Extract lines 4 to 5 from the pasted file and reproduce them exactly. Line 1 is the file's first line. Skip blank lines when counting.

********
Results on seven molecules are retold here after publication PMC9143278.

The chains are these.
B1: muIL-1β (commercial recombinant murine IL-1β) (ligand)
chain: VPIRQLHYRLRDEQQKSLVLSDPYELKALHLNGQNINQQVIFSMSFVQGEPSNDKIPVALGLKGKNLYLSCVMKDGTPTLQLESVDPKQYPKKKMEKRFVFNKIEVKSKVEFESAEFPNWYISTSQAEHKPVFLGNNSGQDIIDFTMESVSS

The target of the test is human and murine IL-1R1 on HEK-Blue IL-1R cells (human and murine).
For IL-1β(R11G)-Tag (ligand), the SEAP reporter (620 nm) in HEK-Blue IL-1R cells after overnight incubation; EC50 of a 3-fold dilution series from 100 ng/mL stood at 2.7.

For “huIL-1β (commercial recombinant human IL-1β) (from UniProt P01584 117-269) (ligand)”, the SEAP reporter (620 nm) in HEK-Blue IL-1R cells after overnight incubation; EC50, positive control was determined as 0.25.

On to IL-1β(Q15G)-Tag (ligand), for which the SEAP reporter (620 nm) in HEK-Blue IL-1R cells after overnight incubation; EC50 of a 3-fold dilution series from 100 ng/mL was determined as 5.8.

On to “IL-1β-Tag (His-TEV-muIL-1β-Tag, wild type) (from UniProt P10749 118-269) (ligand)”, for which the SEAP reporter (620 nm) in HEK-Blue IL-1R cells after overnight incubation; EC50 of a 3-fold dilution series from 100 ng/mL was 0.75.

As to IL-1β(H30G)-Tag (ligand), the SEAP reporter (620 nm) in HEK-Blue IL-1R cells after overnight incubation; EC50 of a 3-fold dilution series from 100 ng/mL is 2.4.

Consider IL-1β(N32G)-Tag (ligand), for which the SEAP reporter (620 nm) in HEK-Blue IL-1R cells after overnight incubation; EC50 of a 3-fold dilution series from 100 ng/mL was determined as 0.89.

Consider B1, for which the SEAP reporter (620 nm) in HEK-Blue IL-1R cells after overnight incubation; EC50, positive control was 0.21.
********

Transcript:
chain: VPIRQLHYRLRDEQQKSLVLSDPYELKALHLNGQNINQQVIFSMSFVQGEPSNDKIPVALGLKGKNLYLSCVMKDGTPTLQLESVDPKQYPKKKMEKRFVFNKIEVKSKVEFESAEFPNWYISTSQAEHKPVFLGNNSGQDIIDFTMESVSS

The target of the test is human and murine IL-1R1 on HEK-Blue IL-1R cells (human and murine).